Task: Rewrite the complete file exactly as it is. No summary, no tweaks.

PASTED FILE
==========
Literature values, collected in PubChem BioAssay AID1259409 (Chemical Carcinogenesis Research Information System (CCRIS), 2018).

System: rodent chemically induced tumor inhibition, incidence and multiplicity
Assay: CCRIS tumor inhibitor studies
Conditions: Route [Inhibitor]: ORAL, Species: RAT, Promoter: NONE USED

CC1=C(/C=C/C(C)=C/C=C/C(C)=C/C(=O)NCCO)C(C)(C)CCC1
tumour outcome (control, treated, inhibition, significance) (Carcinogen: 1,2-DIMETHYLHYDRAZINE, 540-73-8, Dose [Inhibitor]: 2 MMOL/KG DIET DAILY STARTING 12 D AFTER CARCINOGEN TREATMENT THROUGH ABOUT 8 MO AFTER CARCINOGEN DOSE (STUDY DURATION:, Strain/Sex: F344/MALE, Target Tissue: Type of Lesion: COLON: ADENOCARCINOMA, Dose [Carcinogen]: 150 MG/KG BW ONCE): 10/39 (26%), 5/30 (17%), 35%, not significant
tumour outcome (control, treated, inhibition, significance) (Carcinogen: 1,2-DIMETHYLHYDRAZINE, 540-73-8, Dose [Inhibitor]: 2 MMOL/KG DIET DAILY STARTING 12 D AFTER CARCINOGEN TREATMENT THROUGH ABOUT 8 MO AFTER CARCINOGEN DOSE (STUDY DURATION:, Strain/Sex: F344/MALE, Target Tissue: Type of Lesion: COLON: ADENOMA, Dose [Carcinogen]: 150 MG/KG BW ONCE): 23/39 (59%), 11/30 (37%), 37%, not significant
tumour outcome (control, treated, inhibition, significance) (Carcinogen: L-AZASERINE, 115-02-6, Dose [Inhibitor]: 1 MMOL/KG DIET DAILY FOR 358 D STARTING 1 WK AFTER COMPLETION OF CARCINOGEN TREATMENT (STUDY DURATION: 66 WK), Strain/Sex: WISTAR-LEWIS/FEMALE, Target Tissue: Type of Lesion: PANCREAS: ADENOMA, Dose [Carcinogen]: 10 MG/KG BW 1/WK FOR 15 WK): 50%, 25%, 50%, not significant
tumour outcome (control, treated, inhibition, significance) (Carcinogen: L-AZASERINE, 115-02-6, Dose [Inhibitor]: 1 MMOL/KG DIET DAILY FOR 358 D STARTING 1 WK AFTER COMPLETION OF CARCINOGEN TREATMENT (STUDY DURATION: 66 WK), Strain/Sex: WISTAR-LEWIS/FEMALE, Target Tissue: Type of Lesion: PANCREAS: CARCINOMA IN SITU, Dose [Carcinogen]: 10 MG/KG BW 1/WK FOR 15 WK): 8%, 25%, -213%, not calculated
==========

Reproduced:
Literature values, collected in PubChem BioAssay AID1259409 (Chemical Carcinogenesis Research Information System (CCRIS), 2018).

System: rodent chemically induced tumor inhibition, incidence and multiplicity
Assay: CCRIS tumor inhibitor studies
Conditions: Route [Inhibitor]: ORAL, Species: RAT, Promoter: NONE USED

CC1=C(/C=C/C(C)=C/C=C/C(C)=C/C(=O)NCCO)C(C)(C)CCC1
tumour outcome (control, treated, inhibition, significance) (Carcinogen: 1,2-DIMETHYLHYDRAZINE, 540-73-8, Dose [Inhibitor]: 2 MMOL/KG DIET DAILY STARTING 12 D AFTER CARCINOGEN TREATMENT THROUGH ABOUT 8 MO AFTER CARCINOGEN DOSE (STUDY DURATION:, Strain/Sex: F344/MALE, Target Tissue: Type of Lesion: COLON: ADENOCARCINOMA, Dose [Carcinogen]: 150 MG/KG BW ONCE): 10/39 (26%), 5/30 (17%), 35%, not significant
tumour outcome (control, treated, inhibition, significance) (Carcinogen: 1,2-DIMETHYLHYDRAZINE, 540-73-8, Dose [Inhibitor]: 2 MMOL/KG DIET DAILY STARTING 12 D AFTER CARCINOGEN TREATMENT THROUGH ABOUT 8 MO AFTER CARCINOGEN DOSE (STUDY DURATION:, Strain/Sex: F344/MALE, Target Tissue: Type of Lesion: COLON: ADENOMA, Dose [Carcinogen]: 150 MG/KG BW ONCE): 23/39 (59%), 11/30 (37%), 37%, not significant
tumour outcome (control, treated, inhibition, significance) (Carcinogen: L-AZASERINE, 115-02-6, Dose [Inhibitor]: 1 MMOL/KG DIET DAILY FOR 358 D STARTING 1 WK AFTER COMPLETION OF CARCINOGEN TREATMENT (STUDY DURATION: 66 WK), Strain/Sex: WISTAR-LEWIS/FEMALE, Target Tissue: Type of Lesion: PANCREAS: ADENOMA, Dose [Carcinogen]: 10 MG/KG BW 1/WK FOR 15 WK): 50%, 25%, 50%, not significant
tumour outcome (control, treated, inhibition, significance) (Carcinogen: L-AZASERINE, 115-02-6, Dose [Inhibitor]: 1 MMOL/KG DIET DAILY FOR 358 D STARTING 1 WK AFTER COMPLETION OF CARCINOGEN TREATMENT (STUDY DURATION: 66 WK), Strain/Sex: WISTAR-LEWIS/FEMALE, Target Tissue: Type of Lesion: PANCREAS: CARCINOMA IN SITU, Dose [Carcinogen]: 10 MG/KG BW 1/WK FOR 15 WK): 8%, 25%, -213%, not calculated